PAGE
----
Sept. 25--IT'S A testament to "Enough Said," which opens here Friday, that the film's many professional subtexts don't overwhelm it as an enjoyable moviegoing experience.
There's the late James Gandolfini, so famous as a tough guy, who brilliantly plays a nervous, self-effacing romantic lead.
There's Emmy-winning Julia Louis-Dreyfus, so famous as one of TV's great sitcom comediennes, finally getting to display her dramatic chops as a star on the big screen.
And there's the writing and direction of Nicole Holofcener, so famous on the indie-film circuit for her unique voice in films like "Lovely & Amazing," "Friends With Money" and "Please Give," who may finally hit the mainstream with her new, for lack of a better term, "rom-com."
The stars and director all still seemed a bit shell-shocked (by the death of Gandolfini, in June, and the film's acclaim) when they met with the press two weeks ago at the Toronto International Film Festival.
To quiet the elephant in the room, Louis-Dreyfus, Holofcener and co-stars Catherine Keener and Toni Collette first had to talk about Gandolfini.
Keener said that she knew Gandolfini from his role in "Where the Wild Things Are" and not due to his iconic TV gangster. (She played The Mom; he supplied the voice for Carol, the monster.)
"I don't think of him as Tony Soprano," Keener said -- so convincingly that she blanked on the show's name.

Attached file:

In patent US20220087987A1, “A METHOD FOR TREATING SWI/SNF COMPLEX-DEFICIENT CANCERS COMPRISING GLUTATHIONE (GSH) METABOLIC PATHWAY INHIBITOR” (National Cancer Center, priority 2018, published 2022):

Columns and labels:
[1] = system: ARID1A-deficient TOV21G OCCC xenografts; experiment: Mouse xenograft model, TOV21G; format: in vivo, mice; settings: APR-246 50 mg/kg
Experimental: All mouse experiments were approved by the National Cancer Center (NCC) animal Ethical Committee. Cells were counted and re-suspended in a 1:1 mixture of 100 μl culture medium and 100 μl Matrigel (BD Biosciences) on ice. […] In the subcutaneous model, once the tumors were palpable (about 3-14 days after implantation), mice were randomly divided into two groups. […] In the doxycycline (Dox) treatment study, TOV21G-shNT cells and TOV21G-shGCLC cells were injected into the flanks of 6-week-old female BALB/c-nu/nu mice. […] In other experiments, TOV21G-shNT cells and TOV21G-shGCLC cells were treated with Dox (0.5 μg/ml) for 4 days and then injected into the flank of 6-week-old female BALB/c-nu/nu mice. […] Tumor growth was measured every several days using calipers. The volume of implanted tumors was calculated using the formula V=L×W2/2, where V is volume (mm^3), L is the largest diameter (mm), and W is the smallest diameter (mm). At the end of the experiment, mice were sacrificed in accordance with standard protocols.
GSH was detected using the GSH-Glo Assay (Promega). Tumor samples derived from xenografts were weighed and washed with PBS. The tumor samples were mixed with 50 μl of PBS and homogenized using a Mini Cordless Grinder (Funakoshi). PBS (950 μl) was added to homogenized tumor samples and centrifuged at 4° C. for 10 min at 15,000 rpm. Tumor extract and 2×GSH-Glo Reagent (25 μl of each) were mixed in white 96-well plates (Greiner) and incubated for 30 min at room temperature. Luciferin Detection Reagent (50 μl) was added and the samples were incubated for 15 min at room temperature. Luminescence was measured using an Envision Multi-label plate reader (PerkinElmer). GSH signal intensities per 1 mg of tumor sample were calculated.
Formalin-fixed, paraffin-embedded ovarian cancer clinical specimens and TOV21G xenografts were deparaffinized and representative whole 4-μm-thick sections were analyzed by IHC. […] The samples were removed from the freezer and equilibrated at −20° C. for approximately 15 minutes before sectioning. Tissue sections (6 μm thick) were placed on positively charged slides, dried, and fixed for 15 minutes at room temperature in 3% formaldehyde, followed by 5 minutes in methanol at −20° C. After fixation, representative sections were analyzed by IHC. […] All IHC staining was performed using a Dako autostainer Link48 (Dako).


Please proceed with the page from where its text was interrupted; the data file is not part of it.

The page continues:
"He felt very undeserving of this role," said Louis-Dreyfus, joking that the bearish actor had told Holofcener, "If you feel like calling Clooney . . ."
"But that made him even more perfect for the part," she added.
"It was uncomfortable for him to play a sought-after leading man," Holofcener said. "He felt very raw."
Collette echoed that thought, saying, "I think he felt very vulnerable playing someone vulnerable."
Holofcener said that, since Gandolfini's death, she sometimes cringes watching the movie's jokes about the actor's weight.
"I feel so mean," she said, shaking her head. "But he knew he had a big belly, and he had no intention of not eating. He even came up with the line, 'Can you breathe when I'm on top of you?' "
Asked if Gandolfini's death hindered postproduction in any way, she shook her head.
"No, the movie was done," Holofcener said. "But I saw him two weeks before he died."
Gandolfini had come in to do some overdubbing of lines, "just in time," she said, sadly.
As for Louis-Dreyfus, she seemed giddy with excitement about her role and her director. She said that movies were not really an option for her for a long time because "for many, many years I was doing a TV series that was very time-consuming."
At the time, the actress added, she had two young children, and she wasn't going to spend her "Seinfeld" hiatus working.
Louis-Dreyfus said that she came to "Enough Said" because she was a fan of Holofcener's prior films.
"I love her character-driven, quirky, raw voice," she said. "And her work is kind. It's about understanding flawed people through kind eyes.
"A lot of my character Eva was on the page, but I'm an improviser, and Nicole loves that. I would love to keep working with her. Her awkward, wince-y, shameful moments make me laugh."
Keener added, "Nicole writes with such economy -- so honest, real. And now it's great that people are recognizing it.
"She's pretty fu--in' awesome," said Collette of her director. "She creates this really relaxed atmosphere."
All the actresses blanched at the "woman director," "female Woody Allen" label often hung on Holofcener.
"Someone who's that real and that present is unique regardless of gender," Keener said. "I think there are women and men who could learn from Nicole."
Said Collette: "It doesn't matter if she has a penis or a vagina."
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